Okay, to be honest, I don't know if its the free but thats where, after a lot of printf the code stops working.

First off, I declare in main: unsigned char** imgSet and int n=0.

void loadImage(unsigned char*** imgSet, int *n) {
	char fileName[80];
    printf("Enter filename: ");
	printf("File %s has %d rows and %d columns\n",fileName,(*imgSet)[(*n)-1][0]+1,(*imgSet)[(*n)-1][1]+1);

void addImage(unsigned char*** imgSet, int *n) {
	unsigned char **temp;
	temp = (unsigned char **)malloc(((*n)+1)*sizeof(unsigned char *));
	int i;
		temp[i] = (*imgSet)[i];
	free((void *)(*imgSet));
	(*imgSet) = temp;

I pass to loadImage using: loadImage(&imgSet, &n). My first initial load works, however, when I attempt to load a new image, I get a fault. I actually tried to run thru all the first 2D index at the beginning of each loop iteration in main (eg imgSet[0]). I also get a fault there.

Why can't they just easily explain malloc online? Everything about it is so obtuse, it's ridiculous. Perhaps I'm finding the wrong sites...

7 Years
Discussion Span
Last Post by Adak

I don't mean to be harsh, but it looks like you're doing the same thing as last week. It's time to put that shovel away, and quit digging a deeper hole, isn't it?

You have a notion that you can do this, a certain way, and clearly, you can't. I can't quite wrap my head around what it is exactly that you're trying to do, but at some point it will become evident, that you need to step back, and use a different approach.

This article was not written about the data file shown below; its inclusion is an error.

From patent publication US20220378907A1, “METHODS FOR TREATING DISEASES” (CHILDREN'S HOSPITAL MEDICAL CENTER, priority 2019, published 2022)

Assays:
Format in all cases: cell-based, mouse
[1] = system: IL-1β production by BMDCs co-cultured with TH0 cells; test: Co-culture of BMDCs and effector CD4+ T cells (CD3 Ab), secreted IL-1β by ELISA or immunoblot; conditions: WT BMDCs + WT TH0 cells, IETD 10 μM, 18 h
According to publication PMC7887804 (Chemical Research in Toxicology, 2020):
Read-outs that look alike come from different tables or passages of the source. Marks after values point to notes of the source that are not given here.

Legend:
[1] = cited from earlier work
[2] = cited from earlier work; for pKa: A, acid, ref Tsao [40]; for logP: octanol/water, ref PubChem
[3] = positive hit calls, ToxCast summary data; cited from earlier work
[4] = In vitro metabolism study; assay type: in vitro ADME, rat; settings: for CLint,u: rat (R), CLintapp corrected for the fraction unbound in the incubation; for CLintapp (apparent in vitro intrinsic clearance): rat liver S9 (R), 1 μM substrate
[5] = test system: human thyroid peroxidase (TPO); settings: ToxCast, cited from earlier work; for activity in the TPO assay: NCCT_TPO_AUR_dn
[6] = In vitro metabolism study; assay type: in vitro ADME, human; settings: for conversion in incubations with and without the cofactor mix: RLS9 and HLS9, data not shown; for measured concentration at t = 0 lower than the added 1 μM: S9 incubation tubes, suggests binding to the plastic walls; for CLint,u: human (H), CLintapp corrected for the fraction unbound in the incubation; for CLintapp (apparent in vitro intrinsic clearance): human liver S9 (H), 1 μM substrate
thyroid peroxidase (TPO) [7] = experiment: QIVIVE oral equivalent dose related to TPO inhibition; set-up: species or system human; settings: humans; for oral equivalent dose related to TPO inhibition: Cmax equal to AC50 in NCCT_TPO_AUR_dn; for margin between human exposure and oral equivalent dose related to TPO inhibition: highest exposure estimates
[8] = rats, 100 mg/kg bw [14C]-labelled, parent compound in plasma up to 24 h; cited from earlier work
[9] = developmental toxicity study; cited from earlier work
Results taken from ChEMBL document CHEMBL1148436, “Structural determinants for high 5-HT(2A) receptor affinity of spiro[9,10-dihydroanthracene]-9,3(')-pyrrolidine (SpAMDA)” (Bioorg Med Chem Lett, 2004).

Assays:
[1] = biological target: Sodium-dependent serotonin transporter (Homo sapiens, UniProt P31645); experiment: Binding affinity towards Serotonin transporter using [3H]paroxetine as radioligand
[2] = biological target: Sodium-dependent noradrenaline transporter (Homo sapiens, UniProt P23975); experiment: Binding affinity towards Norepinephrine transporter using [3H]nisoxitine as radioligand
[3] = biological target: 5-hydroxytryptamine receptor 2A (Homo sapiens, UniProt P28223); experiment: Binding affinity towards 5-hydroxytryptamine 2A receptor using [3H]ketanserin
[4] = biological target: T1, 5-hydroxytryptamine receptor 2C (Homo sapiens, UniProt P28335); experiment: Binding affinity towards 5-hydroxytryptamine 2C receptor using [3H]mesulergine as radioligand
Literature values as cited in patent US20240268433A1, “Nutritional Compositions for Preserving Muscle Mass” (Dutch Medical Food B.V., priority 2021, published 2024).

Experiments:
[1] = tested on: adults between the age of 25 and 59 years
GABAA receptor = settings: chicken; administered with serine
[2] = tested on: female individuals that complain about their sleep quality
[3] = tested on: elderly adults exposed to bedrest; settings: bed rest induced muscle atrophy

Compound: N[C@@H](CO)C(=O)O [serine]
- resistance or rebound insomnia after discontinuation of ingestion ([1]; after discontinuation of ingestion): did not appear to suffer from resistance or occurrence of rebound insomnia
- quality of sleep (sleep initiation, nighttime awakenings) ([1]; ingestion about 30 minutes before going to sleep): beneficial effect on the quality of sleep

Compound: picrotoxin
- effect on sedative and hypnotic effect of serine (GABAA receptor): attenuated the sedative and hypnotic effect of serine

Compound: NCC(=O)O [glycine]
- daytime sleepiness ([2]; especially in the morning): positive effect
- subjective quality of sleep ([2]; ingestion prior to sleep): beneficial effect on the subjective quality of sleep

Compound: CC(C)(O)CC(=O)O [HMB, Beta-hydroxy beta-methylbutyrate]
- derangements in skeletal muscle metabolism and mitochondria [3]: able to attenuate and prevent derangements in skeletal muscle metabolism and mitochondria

This is the Borland help file and example, from Turbo C/C++. This is as basic and clear as it gets, I believe:

malloc Allocates memory.

void *malloc(size_t size);

Prototype in:
alloc.h stdlib.h

malloc allocates a block of size bytes from
the memory heap. It allows a program to
allocate memory explicitly as it's needed, and
in the exact amounts needed.

The heap is used for dynamic allocation of
variable-sized blocks of memory. Many data
structures, such as trees and lists, naturally
employ heap memory allocation.

All the space between the end of the data
segment and the top of the program stack is
available for use in the small data models,
except for a small margin immediately before
the top of the stack.

This margin is intended to allow the
application some room to make the stack
larger, in addition to a small amount needed
by DOS.

In the large data models, all the space beyond
the program stack to the end of available
memory is available for the heap.

Return Value:
On success, malloc returns a pointer to the
newly allocated block of memory.

If not enough space exists for the new block,
it returns null. The contents of the block are
left unchanged.

If the argument size == 0, malloc returns

malloc is available on UNIX systems and is
defined in ANSI C.

See Also:
allocmem coreleft farmalloc realloc
calloc farcalloc free


#include <stdio.h>
 #include <string.h>
 #include <alloc.h>
 #include <process.h>

 int main(void)
    char *str;

    /* allocate memory for string */
    if ((str = malloc(10)) == NULL)
       printf("Not enough memory to allocate buffer\n");
       exit(1);  /* terminate program if out of memory */

    /* copy "Hello" into string */
    strcpy(str, "Hello");

    /* display string */
    printf("String is %s\n", str);

    /* free memory */

    return 0;

Ignore the DOS comments about where the heap resides - it's not relevant, nor accurate for Windows.

When malloc returns an address, to the pointer, any prior address that pointer had, is gone - long gone - off to pointer heaven. Making the malloc'd memory request twice as big, the second time around (and etc.), does not change that, in the least. You'll just crash the system, before long. (or as soon as you try to access a former pointer address).

Edited by Adak: n/a

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